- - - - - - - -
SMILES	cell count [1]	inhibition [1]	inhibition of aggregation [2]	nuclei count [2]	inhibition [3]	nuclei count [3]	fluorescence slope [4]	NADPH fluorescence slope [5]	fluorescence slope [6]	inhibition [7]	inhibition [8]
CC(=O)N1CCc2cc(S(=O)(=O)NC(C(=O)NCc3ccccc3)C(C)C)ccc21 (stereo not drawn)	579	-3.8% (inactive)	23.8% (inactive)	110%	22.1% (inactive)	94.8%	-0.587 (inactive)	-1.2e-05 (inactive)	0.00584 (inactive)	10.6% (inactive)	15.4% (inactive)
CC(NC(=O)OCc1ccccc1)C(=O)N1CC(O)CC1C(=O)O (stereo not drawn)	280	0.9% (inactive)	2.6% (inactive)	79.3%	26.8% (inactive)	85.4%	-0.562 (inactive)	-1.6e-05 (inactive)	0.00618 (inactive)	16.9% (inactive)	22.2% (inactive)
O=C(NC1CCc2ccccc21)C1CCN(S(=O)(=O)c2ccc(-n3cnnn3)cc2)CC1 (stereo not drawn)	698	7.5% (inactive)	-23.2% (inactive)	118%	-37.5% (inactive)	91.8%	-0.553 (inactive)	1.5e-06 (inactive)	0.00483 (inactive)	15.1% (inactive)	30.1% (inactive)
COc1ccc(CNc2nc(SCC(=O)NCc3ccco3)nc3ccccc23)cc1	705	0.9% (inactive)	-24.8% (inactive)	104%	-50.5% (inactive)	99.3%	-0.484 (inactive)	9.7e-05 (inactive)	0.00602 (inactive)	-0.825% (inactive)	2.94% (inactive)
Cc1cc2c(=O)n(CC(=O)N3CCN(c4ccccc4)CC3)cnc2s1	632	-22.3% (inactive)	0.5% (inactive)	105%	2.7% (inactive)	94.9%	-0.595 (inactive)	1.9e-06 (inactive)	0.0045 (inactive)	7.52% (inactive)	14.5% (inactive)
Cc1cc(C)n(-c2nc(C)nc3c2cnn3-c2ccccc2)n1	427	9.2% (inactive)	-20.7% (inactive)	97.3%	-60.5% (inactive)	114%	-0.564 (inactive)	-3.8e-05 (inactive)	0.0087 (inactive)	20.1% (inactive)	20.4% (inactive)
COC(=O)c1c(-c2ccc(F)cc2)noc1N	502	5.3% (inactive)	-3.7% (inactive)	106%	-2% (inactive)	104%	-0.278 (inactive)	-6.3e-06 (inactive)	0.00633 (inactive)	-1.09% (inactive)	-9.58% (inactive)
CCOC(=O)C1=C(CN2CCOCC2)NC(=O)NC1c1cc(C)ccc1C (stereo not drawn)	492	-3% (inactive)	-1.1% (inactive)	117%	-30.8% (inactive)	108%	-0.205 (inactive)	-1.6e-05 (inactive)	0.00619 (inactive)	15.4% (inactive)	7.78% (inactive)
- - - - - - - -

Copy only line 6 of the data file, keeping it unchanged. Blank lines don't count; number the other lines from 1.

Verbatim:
Cc1cc2c(=O)n(CC(=O)N3CCN(c4ccccc4)CC3)cnc2s1	632	-22.3% (inactive)	0.5% (inactive)	105%	2.7% (inactive)	94.9%	-0.595 (inactive)	1.9e-06 (inactive)	0.0045 (inactive)	7.52% (inactive)	14.5% (inactive)